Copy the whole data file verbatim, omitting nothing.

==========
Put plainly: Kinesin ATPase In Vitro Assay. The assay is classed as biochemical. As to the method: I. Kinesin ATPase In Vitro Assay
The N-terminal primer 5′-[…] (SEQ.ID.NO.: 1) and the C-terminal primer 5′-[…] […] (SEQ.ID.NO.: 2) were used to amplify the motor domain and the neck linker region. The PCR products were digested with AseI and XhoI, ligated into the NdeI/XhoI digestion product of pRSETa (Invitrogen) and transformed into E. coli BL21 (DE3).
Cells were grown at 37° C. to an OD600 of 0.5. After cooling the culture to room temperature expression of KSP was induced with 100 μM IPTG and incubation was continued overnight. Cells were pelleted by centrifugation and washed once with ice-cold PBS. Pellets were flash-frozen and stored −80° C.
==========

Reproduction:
Put plainly: Kinesin ATPase In Vitro Assay. The assay is classed as biochemical. As to the method: I. Kinesin ATPase In Vitro Assay
The N-terminal primer 5′-[…] (SEQ.ID.NO.: 1) and the C-terminal primer 5′-[…] […] (SEQ.ID.NO.: 2) were used to amplify the motor domain and the neck linker region. The PCR products were digested with AseI and XhoI, ligated into the NdeI/XhoI digestion product of pRSETa (Invitrogen) and transformed into E. coli BL21 (DE3).
Cells were grown at 37° C. to an OD600 of 0.5. After cooling the culture to room temperature expression of KSP was induced with 100 μM IPTG and incubation was continued overnight. Cells were pelleted by centrifugation and washed once with ice-cold PBS. Pellets were flash-frozen and stored −80° C.